A Connecticut woman was terrified after finding a black rat snake — estimated to be 7-foot-long — slithering onto the roof of her home in Farmington. Linda Bertolette spotted the snake twisting and contorting its lengthy body up the side of the home Monday.

“We had an unexpected visitor, an unwelcome visitor: A giant black rat snake,” she told NBC Connecticut. “I was appalled at the size of it and how aggressive it was... It looked like a video that was taken in the Amazon jungle, not in Connecticut.”

Bertolette said that her teenage daughter was the one who captured footage of the reptile.

The woman said the snake climbed up a 2-story portico and then went under the roof. She said the roof area where the serpent disappeared is an attic for mechanicals. However, in the video, it appears to find its way to the home’s gutter.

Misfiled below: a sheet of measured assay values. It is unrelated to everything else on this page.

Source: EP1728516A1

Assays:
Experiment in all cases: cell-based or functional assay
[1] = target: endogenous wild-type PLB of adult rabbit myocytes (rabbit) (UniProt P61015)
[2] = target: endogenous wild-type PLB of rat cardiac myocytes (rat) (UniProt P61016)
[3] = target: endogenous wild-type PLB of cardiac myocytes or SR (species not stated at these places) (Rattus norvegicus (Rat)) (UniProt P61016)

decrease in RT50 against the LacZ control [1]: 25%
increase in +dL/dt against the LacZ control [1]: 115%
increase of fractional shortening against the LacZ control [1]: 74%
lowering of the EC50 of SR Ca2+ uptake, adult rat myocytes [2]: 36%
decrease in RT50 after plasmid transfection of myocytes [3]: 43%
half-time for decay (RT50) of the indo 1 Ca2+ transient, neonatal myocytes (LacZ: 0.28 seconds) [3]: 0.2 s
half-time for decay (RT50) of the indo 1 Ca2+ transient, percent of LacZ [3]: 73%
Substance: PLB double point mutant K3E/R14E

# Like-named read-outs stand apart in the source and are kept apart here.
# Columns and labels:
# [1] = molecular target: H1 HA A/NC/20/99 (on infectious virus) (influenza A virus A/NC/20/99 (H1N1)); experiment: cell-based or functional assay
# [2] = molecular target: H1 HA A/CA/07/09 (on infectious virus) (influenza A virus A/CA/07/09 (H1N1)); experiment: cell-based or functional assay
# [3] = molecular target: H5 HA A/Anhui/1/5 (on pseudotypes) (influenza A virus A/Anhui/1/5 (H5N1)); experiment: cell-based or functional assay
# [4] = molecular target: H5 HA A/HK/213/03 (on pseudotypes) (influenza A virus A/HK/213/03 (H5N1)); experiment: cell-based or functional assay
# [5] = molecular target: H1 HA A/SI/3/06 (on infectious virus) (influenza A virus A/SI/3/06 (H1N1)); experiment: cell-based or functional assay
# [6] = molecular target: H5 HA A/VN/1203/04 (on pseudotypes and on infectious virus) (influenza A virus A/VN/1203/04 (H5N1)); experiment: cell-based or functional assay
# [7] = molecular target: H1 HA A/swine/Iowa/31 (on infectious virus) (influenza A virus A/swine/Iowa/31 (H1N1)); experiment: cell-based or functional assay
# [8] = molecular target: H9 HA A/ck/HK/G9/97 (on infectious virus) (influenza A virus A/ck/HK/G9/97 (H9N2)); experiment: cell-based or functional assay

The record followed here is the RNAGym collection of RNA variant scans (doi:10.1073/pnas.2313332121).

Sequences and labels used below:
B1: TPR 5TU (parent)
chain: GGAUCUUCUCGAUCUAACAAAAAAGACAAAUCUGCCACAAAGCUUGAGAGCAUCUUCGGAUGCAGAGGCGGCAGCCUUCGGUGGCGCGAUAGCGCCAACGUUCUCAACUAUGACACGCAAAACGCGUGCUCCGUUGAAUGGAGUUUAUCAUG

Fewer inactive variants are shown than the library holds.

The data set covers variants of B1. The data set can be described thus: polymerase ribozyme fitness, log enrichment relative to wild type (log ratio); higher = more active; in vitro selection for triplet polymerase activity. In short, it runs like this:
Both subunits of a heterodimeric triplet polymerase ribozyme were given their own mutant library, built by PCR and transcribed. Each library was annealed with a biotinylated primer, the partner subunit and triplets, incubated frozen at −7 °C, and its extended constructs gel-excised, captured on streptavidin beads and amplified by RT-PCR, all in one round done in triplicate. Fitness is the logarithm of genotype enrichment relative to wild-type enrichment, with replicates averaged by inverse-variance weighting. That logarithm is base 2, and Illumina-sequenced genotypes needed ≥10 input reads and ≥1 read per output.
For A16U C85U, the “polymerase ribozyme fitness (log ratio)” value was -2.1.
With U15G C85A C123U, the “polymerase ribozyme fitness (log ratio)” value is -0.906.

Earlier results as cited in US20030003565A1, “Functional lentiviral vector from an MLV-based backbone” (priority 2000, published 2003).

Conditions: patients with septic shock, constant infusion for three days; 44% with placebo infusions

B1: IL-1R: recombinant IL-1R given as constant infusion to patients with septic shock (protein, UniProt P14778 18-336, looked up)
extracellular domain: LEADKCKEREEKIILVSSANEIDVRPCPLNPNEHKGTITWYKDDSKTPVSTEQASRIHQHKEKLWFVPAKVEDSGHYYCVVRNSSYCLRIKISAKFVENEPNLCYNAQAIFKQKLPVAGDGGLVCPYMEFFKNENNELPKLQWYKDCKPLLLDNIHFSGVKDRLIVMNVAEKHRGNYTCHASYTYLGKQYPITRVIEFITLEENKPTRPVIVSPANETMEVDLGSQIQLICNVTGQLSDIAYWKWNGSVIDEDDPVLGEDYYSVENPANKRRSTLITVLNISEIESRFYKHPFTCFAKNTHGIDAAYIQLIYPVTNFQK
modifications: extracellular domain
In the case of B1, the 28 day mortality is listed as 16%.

Bertolette said she called an exterminator as she thought the snake found a way to enter her home.

“You go to bed at night and you’re listening for slithering if you can even imagine that noise,” Bertolette said. “I was ready to bail. I was pretty much ready to put the house on the market.”

When the exterminator arrived Tuesday, he inspected the house and said the rat snake didn’t make its way into her home.

“Ever since the exterminator came and assured me that it did not make a home in our attic and that the roof is tight and he couldn’t find any holes I feel much better about the whole thing,” Bertolette told NBC Connecticut.

Rat snakes are non-venomous and typically found in the fields of many places across the country, including Connecticut, South Carolina, Kansas and Oklahoma, according to the National Wildlife Federation.

“Black rat snakes are excellent swimmers and climbers. They will use these skills to catch a variety of food, from bird eggs to frogs,” the federal agency wrote on its website. “They are the snake most likely to be seen around buildings hunting for rodents, amphibians, and young birds. Black rat snakes are constrictor snakes and will use their body to suffocate their prey.”

Rat snake
This is a representational image showing a yellow rat snake in Florida. Getty Images/Mauro Pimentel